Cited Sources:
Ogg, Jon C. "2013 Economic Impact of Easter at $17.2 Billion, Likely Undercounted." Apr. 2013. Mar. 2017.

"Retailers expect consumers to spend $17.3 billion on 2016 Easter sales." Talk Business & Politics. 21 Mar. 2016. Mar. 2017.

Will Lululemon Fall to Competitors?

Kiley Fetherston
Mr. Reuter
Economics B1
28 March 2017

Will Lululemon Fall to Competitors?

The law of demand states that if price increases, the quantity demanded will decrease. Therefore, us, as consumers, tend to steer away from expensive products, especially if there is an alternative with similar value at a decreased amount. However, it has been noticeable that certain people are still drawn to certain products - despite the number on the price tag. Lululemon Athletica, a company specializing in athletic apparel, continues to raise their prices, while still drawing the attention of men and women across the world. Even though there are many other companies that sell similar products, such as Nike or Athleta, Lululemon should not fall to competitors in the near future due to their known quality, marketing strategies, and consumer tastes.

Lululemon Athletica, Inc. is a yoga and exercise apparel company that has flourished since 1998. Known for their original yoga designs created for women, Lululemon has broadened into an empire of athletic clothing to wear for running and training for both women and men. Since the company brands itself not only as a product, but a lifestyle, most men and women purchase their products for fashion apparel, not athletic purposes. A drawback in the company, however, is the knowledge of high prices in clothing that push the limit of most consumers. But due to this advertising as a lifestyle strategy, Lululemon has shown continuous success with their consumers. The opportunity cost of purchasing this expensive athletic clothing is to look fit and active, while still owning some style. Therefore, as you can see from the data below, the company’s revenue continues to increase. From January 2011 to February 2015, it has grown from approximately $711 million to $1.8 billion due to this marketing strategy, an 18% growth which surpasses competitor, Nike’s 11% growth.

Image result for lululemon vs. competitors
With other athleisure companies on the rise, such as Nike or Under Armour, people are questioning if Lululemon will continue to demonstrate growing success. With their prices running much higher than other companies who sell similar apparel, as shown in the table below, what is keeping Lululemon from falling under such competitors? In a monopolistic competition where many firms sell similar products, there needs to be a way to go above and beyond to drawn the attention of consumers. Lululemon has mastered this concept. Instead of spending money on marketing and advertisements, a method Nike is known for, Lululemon builds its products with new, synthetic fabrics and higher qualities that specialize in comfort and style (Ballard). When a pair of running pants, or leggings, average at $100, customers will still pay the price because of the better quality. Due to the materials and lifestyles that are being advertised to their consumers, the consumer tastes increase the demand of Lululemon’s products and their better quality.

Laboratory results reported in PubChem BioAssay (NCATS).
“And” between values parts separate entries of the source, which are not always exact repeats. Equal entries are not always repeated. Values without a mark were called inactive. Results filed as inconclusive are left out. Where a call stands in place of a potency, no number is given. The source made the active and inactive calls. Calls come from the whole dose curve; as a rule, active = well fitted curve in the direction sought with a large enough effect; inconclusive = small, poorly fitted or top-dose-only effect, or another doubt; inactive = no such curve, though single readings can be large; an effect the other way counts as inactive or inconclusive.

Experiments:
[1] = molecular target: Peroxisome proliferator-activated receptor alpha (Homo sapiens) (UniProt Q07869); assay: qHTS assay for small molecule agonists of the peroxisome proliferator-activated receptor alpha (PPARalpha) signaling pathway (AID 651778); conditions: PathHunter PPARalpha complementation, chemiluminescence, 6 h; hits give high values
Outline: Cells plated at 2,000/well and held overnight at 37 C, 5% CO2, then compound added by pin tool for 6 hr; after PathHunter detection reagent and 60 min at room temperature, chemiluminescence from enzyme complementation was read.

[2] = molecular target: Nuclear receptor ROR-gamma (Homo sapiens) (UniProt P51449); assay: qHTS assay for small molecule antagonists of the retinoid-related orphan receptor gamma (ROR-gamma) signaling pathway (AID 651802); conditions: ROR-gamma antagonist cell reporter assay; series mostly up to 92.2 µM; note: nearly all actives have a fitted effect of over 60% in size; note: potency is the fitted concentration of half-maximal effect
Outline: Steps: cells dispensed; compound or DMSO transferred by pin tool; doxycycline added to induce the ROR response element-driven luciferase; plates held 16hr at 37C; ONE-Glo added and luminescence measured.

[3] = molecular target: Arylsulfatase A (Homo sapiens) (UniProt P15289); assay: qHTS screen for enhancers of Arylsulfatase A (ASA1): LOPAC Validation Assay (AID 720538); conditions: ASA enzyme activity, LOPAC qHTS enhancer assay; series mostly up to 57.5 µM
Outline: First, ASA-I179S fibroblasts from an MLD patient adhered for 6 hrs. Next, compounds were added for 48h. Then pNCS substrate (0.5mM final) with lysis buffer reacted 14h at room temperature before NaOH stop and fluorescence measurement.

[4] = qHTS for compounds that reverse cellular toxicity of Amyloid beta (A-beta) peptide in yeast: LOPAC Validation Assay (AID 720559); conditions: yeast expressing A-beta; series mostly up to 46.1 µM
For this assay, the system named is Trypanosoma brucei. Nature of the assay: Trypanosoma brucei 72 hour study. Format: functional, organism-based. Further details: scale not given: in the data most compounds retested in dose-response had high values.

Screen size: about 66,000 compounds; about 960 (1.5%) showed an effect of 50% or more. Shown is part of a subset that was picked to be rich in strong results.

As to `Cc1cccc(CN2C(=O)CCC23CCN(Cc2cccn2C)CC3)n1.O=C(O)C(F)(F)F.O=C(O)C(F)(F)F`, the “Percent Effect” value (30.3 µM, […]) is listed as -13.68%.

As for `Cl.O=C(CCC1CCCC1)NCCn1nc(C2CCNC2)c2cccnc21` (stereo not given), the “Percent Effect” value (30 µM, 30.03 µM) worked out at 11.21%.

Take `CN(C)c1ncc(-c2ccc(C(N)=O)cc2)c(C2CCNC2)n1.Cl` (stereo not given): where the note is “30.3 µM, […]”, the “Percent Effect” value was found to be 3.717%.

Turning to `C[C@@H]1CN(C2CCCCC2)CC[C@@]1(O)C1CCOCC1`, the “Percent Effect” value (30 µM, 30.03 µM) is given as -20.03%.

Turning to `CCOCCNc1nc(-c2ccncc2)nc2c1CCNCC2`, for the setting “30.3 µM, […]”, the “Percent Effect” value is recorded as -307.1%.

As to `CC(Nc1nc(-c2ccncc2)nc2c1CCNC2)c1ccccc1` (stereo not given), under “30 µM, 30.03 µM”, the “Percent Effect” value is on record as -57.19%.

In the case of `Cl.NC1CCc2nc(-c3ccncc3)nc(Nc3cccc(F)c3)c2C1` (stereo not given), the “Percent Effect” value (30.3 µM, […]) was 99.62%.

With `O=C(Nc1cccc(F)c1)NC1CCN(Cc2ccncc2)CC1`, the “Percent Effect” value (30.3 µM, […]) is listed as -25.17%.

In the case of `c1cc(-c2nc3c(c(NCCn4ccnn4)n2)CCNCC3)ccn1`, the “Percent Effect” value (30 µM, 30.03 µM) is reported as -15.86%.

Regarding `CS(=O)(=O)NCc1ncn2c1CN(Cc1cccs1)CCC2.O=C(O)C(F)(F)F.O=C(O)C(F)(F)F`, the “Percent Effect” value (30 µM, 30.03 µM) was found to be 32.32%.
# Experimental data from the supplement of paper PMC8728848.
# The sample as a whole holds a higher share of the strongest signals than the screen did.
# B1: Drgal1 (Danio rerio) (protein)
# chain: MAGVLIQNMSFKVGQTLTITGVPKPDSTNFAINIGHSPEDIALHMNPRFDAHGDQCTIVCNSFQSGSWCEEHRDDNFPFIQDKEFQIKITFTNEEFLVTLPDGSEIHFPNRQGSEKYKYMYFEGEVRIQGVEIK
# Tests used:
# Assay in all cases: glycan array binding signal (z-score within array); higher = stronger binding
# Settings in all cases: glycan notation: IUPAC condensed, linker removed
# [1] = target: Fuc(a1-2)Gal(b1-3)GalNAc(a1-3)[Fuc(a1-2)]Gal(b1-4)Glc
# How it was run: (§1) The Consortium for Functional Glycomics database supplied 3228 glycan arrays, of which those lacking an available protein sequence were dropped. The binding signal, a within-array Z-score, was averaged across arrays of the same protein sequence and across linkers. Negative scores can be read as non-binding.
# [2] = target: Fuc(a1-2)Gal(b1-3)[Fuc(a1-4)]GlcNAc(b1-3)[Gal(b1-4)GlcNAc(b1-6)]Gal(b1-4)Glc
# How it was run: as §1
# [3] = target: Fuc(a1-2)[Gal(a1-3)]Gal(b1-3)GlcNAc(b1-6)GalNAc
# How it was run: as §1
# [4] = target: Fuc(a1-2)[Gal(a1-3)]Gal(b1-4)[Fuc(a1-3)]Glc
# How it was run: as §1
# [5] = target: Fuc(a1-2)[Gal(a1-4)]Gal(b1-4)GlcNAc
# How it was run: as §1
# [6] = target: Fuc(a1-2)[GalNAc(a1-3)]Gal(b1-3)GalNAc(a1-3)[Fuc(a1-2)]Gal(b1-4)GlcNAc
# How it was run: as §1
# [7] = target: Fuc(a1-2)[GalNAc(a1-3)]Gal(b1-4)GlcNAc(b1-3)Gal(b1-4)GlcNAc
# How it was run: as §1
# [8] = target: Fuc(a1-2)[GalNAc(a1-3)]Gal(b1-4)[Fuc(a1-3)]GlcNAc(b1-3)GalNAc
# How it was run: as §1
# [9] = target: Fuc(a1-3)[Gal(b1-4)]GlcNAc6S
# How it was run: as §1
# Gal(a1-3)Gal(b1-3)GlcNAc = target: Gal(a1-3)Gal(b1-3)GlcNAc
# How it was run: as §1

Image result for nike lululemon athleta graph
Even though most people are drawn to cheaper prices, certain brands and higher qualities bring consumers to look past the price tag. With this marketing strategy that Lululemon continuously demonstrates, they will see economic growth in these products for many more years to come. According to The Motley Fool, Lululemon is aiming to double their revenue in the next five years, which is a very achievable goal. When it comes to top quality and marketing an athletic lifestyle, consumers will begin to increase the demand of their products. Although it is a small company compared to others and its prices exceed what most can pay for, Lululemon should not fall to its competitors, especially when its market continues to grow.

Works Cited

Ballard, John. "Better Buy: Lululemon Athletica Inc. vs. Nike Inc." The Motley Fool. The Motley Fool, 14 Feb. 2017. Web. 26 Mar. 2017. <>.

"Lululemon - About Us." Lululemon . Lululemon Athletica, Inc. , n.d. Web. 26 Mar. 2017. <;en-US;about-us>.

Thangavelu, Poonkulali. "Understanding Lululemon's Business Model." Investopedia. N.p., 28 May 2015. Web. 26 Mar. 2017. <>.
Related Posts Plugin for WordPress, Blogger...